A Bartender's Guide to Measuring Up in your Relationships

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     I’ve worked in some tough bars. Whether it was the type of crowd, the neighborhood, the people I worked for or the people I worked with, I’ve seen been through some things that would make the faint of heart run for the hills, and I had to do it with a smile on my face and my attitude in check. And I’ve survived it.
Have I had nights where I’ve run off to cry, dodged bullets, been cussed out, scared for my safety? Yes. Did I let those nights stop me from living my life or disrupt my focus? Not one bit.
     The really hard jobs give you the most experience. So much so that–no matter how briefly you’re there–once you leave, anything else after that is a cakewalk. You almost laugh at the ease. Your skin will be thicker, and you’ll be mentally stronger. Not to mention, whether you tried to or not, you’ll have learned a lot of necessary skills that you can keep with you for your future endeavors.
     Similarly, when you’ve had a really tough relationship–lots of arguing, misunderstanding, lack of trust, and hard work–the next one will seem like a vacation. It can be hard to see that though while you’re in the eye of the storm. Often we resolve not to give our all to the next person, (or get involved at all) for fear that that new relationship will turn out like the last. Instead, it’s better to focus on the lessons learned from that previous wrong experience. Your skin will become thicker and you’ll be mentally sharper, in a way that will protect you from the same kind of hurt because you’ll be able to see it coming. The next relationship after that should be a cakewalk, but you’ll never know if you don’t take the chance. Don’t let the drama from your last gig keep you from apply to the next one.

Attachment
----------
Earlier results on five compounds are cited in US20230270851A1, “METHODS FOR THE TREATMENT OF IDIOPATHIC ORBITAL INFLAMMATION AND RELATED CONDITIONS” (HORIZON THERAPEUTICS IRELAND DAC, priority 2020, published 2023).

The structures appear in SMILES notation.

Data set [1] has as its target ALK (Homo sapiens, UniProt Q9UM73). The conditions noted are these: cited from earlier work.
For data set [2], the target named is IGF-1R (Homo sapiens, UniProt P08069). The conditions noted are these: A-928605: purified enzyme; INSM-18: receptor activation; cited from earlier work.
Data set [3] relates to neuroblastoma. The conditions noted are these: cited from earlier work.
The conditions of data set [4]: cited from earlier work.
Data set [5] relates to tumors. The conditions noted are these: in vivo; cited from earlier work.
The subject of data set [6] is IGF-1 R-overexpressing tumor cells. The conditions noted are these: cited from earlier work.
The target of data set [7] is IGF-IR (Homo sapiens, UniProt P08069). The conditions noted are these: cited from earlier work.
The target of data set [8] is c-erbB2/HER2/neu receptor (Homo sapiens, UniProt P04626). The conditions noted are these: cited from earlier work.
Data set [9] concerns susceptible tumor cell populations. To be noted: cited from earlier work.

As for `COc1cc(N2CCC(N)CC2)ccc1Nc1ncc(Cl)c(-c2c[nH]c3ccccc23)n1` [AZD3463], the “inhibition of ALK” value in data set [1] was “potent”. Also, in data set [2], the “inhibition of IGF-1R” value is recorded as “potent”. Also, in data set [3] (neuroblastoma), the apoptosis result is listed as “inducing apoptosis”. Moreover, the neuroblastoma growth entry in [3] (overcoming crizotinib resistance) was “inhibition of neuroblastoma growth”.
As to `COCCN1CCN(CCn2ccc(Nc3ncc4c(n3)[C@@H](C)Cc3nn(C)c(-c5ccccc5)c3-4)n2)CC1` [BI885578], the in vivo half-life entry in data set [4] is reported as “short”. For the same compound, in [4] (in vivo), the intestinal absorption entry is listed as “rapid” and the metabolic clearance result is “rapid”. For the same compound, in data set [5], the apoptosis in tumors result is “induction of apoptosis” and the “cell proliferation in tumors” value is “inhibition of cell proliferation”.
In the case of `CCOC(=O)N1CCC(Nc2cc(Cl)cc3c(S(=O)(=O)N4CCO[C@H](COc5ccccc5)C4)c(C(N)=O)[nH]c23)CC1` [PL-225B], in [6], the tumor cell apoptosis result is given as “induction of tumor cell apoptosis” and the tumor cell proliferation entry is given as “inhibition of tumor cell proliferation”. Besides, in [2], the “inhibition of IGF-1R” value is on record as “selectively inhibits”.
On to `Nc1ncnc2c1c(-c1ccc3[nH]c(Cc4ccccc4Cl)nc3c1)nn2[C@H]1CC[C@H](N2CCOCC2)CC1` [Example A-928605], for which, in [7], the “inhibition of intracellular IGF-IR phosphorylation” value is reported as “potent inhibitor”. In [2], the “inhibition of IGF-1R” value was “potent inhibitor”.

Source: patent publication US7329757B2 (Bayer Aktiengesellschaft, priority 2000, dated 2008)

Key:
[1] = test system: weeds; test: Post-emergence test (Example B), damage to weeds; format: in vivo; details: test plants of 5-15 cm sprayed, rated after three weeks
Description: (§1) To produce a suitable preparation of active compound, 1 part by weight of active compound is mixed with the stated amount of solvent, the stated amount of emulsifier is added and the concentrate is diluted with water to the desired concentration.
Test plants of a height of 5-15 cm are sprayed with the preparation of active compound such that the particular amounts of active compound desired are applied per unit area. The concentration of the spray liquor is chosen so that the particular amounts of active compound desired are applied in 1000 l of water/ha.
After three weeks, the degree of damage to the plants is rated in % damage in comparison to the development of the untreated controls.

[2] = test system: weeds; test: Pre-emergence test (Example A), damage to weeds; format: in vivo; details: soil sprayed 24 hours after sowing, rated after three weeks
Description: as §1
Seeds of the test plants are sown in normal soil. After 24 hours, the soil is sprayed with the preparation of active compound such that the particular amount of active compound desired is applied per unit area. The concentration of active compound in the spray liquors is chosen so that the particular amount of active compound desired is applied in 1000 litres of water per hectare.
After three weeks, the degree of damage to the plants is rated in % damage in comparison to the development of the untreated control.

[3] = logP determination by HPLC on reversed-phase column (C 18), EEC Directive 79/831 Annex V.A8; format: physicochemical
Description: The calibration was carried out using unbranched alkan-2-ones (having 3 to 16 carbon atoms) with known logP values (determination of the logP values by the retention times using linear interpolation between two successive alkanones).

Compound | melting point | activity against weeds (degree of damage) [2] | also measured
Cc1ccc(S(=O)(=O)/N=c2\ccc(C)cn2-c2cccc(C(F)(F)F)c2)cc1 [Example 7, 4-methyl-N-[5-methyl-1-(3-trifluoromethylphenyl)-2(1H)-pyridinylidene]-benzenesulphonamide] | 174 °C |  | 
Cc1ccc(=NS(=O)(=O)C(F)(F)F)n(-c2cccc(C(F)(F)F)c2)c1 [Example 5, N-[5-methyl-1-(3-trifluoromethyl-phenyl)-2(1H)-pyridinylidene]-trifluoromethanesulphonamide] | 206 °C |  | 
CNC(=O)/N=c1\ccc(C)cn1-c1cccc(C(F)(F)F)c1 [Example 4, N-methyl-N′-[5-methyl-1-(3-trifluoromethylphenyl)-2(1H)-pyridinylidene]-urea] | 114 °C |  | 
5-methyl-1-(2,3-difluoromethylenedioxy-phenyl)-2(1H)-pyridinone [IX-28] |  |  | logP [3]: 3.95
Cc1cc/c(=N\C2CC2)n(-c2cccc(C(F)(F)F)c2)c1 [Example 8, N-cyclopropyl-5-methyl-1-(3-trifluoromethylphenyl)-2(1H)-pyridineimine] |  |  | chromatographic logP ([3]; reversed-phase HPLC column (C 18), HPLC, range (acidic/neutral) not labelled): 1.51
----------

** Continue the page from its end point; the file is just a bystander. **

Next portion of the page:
So what’s your barometer? How do you decide how much is too much, and what makes you feel strong enough to get back in the game?

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Comments on: "Tough Times Give You Tough Skin" (5)

  1. I really feel you were writing this and directly talking to me. It’s so crazy. The quote at the top had me thinking for such a long time. Thank you for writing this post!!!

    • You and I are in the same industry so trust me I understand. It’s possible I read one of your post when I was inspired to write this one. 😉 Burnout is real! Get out while you have your sanity.

  2. I tracked with your posts for awhile and then got really busy. I’m back at the right time–because this one really resonates after ending a relationship. You didn’t know you were writing just for me, did you? 🙂

  3. I couldn’t agree more. I worked in the restaurant business for a lot of my life and did everything from cleaning tables and bathrooms to cooking. It helps you to not only appreciate the positions, but also the people doing those other menial labors I think. I also tried to never carry over resentment from a previous employment to my next job if I can help it!

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